We humans are, by nature, social beings, and the first exposure to the social world begins with the bond we build with our parents and family members. The family is the first institution that forms the foundation of an individual’s life, beginning from parenting an infant, and in fact, is the only institution that remains a constant variable in the individual’s life until his or her death. Humans, as social beings, rely on the family, and subsequently the peers, and other tertiary ecological systems to fulfil their needs as an individual within the larger network of the community they live in. It is the family members, who form the primary web of interpersonal relationships for us. With the changing times, we can find ourselves so engulfed in the fast-paced and competitive race in the world, that the value attached to the family has undergone a huge transition.
Importance of Family Support
1. Social system. It is the family which serves as a setting for much of our growth and experience, especially during the growing years of our lives. In fact, it would not be incorrect to say that the family serves as a primary ecological niche which provides for the socialization and survival of the next generation.
2. Sharing of responsibilities. Family as an institution breeds a sense of shared responsibility within us. Especially in a collectivistic society like India, all the more emphasis is given to the culture-specific concepts of interdependence and cohesion.
3. Imbibing value systems. Further, it is the family which as an institution serves as the foundation for the internalization of an individual’s values, tenets and beliefs, which could then be moulded and adapted over the course of the individual’s experiences in the future. Finally, it is this family which provides the centre for transmission of values and culture through the growing generations.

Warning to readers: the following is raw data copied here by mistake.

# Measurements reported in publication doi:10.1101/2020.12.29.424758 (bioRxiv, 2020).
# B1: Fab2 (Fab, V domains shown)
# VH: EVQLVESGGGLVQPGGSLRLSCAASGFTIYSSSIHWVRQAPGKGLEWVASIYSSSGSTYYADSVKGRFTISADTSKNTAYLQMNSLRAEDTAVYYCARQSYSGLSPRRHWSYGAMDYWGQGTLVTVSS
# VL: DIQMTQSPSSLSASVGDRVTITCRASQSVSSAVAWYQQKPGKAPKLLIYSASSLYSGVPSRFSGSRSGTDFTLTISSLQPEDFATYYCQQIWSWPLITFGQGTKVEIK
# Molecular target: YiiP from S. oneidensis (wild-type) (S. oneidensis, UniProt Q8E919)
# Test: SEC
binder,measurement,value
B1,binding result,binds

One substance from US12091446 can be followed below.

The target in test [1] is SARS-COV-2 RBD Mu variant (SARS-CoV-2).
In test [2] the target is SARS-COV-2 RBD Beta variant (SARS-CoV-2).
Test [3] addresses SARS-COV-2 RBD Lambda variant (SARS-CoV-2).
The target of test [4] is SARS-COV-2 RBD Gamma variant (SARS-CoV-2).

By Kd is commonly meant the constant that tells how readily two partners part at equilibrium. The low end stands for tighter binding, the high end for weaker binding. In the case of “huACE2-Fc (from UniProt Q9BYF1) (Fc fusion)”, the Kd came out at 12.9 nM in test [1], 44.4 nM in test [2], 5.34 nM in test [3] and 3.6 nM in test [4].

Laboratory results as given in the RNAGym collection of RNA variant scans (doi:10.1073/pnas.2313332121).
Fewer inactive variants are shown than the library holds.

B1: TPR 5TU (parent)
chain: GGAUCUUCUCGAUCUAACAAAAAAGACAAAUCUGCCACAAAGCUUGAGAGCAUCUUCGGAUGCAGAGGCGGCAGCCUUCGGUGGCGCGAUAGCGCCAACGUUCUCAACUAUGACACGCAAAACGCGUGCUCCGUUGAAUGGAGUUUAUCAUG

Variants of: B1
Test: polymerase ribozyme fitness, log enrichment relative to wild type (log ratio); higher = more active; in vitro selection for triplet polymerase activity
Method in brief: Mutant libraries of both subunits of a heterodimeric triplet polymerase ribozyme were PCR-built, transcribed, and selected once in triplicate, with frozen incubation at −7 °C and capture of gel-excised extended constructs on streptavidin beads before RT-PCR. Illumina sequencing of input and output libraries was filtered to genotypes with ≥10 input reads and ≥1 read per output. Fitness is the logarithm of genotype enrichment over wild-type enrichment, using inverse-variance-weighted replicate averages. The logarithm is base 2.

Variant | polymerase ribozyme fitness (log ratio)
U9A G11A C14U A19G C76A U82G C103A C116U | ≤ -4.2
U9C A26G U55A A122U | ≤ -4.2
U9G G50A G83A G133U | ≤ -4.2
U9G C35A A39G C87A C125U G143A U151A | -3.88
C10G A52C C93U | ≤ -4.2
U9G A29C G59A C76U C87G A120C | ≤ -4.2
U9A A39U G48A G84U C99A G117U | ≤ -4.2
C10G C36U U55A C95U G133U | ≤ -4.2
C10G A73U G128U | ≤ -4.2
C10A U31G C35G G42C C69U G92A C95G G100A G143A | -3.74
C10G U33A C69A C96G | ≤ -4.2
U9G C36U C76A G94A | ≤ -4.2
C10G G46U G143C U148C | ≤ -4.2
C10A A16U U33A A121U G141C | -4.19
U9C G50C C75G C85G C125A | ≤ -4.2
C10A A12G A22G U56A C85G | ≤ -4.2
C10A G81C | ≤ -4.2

4. Unconditional nature of support. Even though we might be spending a larger part of our times away from the family, be it at school, college, workplace or any other social situation, it is ultimately our family on whom we tend to inevitably fall back upon. Despite of the heights of our growth as an individual in the society, the family serves as the basis of our deeply held roots and the foundation for our growth and development.
Understanding Family Support in Contemporary Times
1. Addressing inter-generational gap. Typically, more emphasis is given to the role of a family during the nurturance of a new generation. Dearth and scarcity of time and energy is a very common complaint to hear today, be it amongst children, adolescents or adults. And it is not uncommon to observe older adults, post retirement complaining of having too much time on their hands, and wishing that their family or near and dear ones would have some moments to spare for them. Wider generation gaps are a trend which is a likely manifestation of the decreasing communication between them, leading to growing distance and disconnect within a family.
2. Social alienation. With the flood of invasion by technological advancements which can be witnessed today, there is a growing tendency of social alienation and even isolation across the society. It would be easier for some us to complain of being ‘disconnected’ if we were to be deprived of our technological gadgets even for a couple of hours, rather than if we have been unable to be in touch with our own families for a couple of days!
3. Lack of ‘family time’. The cliché of ‘quality family time’ has almost lost its meaning in the contemporary world, with most of us glues to our mobile phones, being absorbed within the entanglements of our various commitments and priorities in the outside world. In addition to the need to emphasize family time in the midst of our fast-paced world today, it is also important to pay attention to our family communication patterns, which form the essence of the social institution. The quality of communication and relationships within our family members determines the basis of our interpersonal functioning in the outside world, while further serving as the primary model of vicarious learning, not just for children but for the adults as well.